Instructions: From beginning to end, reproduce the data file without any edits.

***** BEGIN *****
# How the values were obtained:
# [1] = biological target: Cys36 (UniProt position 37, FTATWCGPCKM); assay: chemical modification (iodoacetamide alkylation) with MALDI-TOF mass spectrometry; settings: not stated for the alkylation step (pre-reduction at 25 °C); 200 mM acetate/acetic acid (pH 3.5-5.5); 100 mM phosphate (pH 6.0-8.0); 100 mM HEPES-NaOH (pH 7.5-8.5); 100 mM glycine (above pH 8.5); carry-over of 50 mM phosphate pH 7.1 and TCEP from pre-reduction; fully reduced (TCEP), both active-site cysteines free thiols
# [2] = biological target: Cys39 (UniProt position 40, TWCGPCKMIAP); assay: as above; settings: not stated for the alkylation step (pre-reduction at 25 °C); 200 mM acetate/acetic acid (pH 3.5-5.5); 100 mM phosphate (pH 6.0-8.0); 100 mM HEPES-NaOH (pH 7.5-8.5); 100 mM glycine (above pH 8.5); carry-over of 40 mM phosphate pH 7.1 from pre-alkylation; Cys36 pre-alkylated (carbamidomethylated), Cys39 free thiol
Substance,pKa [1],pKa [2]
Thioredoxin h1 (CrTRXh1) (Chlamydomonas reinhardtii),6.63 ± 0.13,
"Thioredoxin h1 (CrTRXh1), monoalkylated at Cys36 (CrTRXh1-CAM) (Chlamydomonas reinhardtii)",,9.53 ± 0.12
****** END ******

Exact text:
# How the values were obtained:
# [1] = biological target: Cys36 (UniProt position 37, FTATWCGPCKM); assay: chemical modification (iodoacetamide alkylation) with MALDI-TOF mass spectrometry; settings: not stated for the alkylation step (pre-reduction at 25 °C); 200 mM acetate/acetic acid (pH 3.5-5.5); 100 mM phosphate (pH 6.0-8.0); 100 mM HEPES-NaOH (pH 7.5-8.5); 100 mM glycine (above pH 8.5); carry-over of 50 mM phosphate pH 7.1 and TCEP from pre-reduction; fully reduced (TCEP), both active-site cysteines free thiols
# [2] = biological target: Cys39 (UniProt position 40, TWCGPCKMIAP); assay: as above; settings: not stated for the alkylation step (pre-reduction at 25 °C); 200 mM acetate/acetic acid (pH 3.5-5.5); 100 mM phosphate (pH 6.0-8.0); 100 mM HEPES-NaOH (pH 7.5-8.5); 100 mM glycine (above pH 8.5); carry-over of 40 mM phosphate pH 7.1 from pre-alkylation; Cys36 pre-alkylated (carbamidomethylated), Cys39 free thiol
Substance,pKa [1],pKa [2]
Thioredoxin h1 (CrTRXh1) (Chlamydomonas reinhardtii),6.63 ± 0.13,
"Thioredoxin h1 (CrTRXh1), monoalkylated at Cys36 (CrTRXh1-CAM) (Chlamydomonas reinhardtii)",,9.53 ± 0.12